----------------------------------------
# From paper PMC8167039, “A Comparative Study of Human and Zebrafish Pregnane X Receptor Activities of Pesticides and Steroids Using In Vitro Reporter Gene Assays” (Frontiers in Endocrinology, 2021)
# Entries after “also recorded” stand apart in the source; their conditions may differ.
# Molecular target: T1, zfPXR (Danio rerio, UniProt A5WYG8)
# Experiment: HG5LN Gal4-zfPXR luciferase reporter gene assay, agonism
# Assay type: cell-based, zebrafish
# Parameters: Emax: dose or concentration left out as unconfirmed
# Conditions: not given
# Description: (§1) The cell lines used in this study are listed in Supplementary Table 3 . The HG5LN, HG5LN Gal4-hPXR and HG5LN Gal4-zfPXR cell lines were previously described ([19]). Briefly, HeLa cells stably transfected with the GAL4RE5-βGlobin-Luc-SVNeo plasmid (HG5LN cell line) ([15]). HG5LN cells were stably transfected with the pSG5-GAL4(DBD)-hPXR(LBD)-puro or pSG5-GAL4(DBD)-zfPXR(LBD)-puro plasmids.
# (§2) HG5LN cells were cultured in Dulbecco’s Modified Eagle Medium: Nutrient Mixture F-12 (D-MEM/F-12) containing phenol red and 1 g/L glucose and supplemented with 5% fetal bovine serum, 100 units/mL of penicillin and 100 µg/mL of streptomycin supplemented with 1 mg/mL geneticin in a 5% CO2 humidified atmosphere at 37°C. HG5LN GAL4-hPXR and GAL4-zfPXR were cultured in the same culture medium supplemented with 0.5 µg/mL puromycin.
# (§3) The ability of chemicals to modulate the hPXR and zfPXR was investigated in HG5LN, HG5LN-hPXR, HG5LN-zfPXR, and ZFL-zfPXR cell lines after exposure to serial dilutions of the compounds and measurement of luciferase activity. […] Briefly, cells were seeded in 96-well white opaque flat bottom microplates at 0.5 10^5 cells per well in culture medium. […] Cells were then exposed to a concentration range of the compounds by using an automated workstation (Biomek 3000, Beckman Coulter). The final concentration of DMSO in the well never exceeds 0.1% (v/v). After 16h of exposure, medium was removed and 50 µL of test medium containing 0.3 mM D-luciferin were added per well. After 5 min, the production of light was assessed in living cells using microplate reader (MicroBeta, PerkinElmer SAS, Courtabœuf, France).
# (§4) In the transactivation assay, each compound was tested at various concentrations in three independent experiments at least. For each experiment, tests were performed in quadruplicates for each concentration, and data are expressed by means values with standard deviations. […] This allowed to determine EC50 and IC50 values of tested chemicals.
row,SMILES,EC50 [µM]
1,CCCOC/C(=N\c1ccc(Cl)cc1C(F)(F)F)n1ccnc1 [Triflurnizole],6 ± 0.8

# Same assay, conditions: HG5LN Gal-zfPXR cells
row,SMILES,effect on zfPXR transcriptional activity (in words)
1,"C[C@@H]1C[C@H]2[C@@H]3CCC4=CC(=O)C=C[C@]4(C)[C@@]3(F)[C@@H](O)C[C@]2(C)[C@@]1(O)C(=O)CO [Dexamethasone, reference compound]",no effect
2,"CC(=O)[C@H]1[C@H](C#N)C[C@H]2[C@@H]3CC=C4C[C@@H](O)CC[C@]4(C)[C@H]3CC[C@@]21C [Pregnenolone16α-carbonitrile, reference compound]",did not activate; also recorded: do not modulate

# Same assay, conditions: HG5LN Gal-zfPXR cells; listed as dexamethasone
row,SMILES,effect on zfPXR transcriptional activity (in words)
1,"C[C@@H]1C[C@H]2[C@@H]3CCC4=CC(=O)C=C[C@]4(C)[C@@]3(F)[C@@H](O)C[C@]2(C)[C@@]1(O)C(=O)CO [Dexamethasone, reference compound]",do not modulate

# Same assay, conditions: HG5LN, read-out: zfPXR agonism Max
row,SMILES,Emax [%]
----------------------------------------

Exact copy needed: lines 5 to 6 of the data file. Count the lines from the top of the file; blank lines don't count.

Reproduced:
# Assay type: cell-based, zebrafish
# Parameters: Emax: dose or concentration left out as unconfirmed